Sharon stokes tensions despite Western pleas

02 November 2001

Israeli Prime Minister Ariel Sharon has stepped up military operations against Palestinians in the West Bank and Gaza, despite repeated calls by Western leaders for restraint. UK Prime Minister Tony Blair, who visited Syria, Saudi Arabia, Jordan, Israel and the Palestinian territories between 30 October and 1 November, was given a clear message from Arab leaders to the effect that Israeli actions were undermining what support there is in the region for the US-led campaign against international terrorism.

As Blair arrived in the region, Israeli forces carried out a series of assassinations of Palestinians Israel accuses of being involved in violence. More than 50 Palestinians have been killed in Israeli operations since the 17 October assassination of Tourism Minister Rehavim Zeevi by gunmen from the Popular Front for the Liberation of Palestine (PFLP).

Blair's visit to Damascus was the first by a British head of government since Syrian independence in 1946. Asad indicated that he disagreed with the UK view that the Syrian-backed Lebanese Hezbollah group and Palestinian opposition groups with offices in Damascus should be defined as 'terrorist'. He also voiced concern at the deaths of civilians in the US bombing of Afghanistan. The main focus of Blair's talks in Saudi Arabia was the diplomatic efforts to create a broad-based government in Afghanistan to replace the Taliban regime.

Israel at the end of October pulled its tanks out of a number of Palestinian towns it had re-occupied after the Zeevi assassination. However, the withdrawal did not mark an end to the Israeli violence. Six people were killed on 31 October alone, in a series of strikes against Palestinians alleged by Israel to be involved in attacks on Israelis. Palestinian security chief Jibril Rajoub, who worked out a deal to allow for the Israeli tanks to pull back, said the fresh killings would only provoke more violence. 'When the retaliation comes, Israel can only blame the occupation,' he said on 31 October.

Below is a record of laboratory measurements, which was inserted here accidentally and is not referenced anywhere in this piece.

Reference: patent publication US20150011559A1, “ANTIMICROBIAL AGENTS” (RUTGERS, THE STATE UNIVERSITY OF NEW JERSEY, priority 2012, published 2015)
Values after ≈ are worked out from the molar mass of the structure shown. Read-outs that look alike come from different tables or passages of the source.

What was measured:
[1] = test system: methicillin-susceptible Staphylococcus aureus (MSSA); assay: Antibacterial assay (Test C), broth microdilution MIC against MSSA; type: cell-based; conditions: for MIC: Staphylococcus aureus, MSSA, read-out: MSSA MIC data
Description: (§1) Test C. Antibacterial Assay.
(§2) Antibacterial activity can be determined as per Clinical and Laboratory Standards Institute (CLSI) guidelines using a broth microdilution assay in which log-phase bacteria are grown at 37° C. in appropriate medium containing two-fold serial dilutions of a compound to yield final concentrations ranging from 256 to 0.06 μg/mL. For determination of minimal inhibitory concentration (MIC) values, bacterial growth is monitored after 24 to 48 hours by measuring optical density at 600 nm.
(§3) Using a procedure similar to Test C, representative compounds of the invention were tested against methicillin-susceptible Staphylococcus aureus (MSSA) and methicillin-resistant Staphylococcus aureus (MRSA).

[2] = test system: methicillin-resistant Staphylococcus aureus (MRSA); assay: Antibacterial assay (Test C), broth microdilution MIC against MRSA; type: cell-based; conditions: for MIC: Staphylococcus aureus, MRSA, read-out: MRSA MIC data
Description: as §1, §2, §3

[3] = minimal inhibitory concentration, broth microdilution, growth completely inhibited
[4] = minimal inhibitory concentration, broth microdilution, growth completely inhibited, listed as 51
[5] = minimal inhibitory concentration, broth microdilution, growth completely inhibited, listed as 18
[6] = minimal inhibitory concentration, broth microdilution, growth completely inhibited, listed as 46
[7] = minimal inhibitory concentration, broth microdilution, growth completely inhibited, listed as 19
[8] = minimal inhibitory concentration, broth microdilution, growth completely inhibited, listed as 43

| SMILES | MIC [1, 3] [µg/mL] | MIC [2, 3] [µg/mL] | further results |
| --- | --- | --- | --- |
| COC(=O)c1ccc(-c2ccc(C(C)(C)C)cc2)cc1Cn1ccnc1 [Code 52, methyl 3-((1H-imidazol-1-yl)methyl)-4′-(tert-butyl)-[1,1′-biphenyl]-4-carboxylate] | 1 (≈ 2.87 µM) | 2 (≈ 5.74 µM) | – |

Israeli Foreign Affairs Minister Shimon Peres has been working on fresh peace proposals, said to include the dismantlement of Jewish settlements in the Gaza Strip and the establishment of a Palestinian state incorporating parts of East Jerusalem. However, Sharon has insisted that, as prime minister, he alone is entitled to enter into negotiations with the Palestinians.

Israeli press reports have indicated that Sharon is likely to postpone a trip to the US he was scheduled to make on 11 November.

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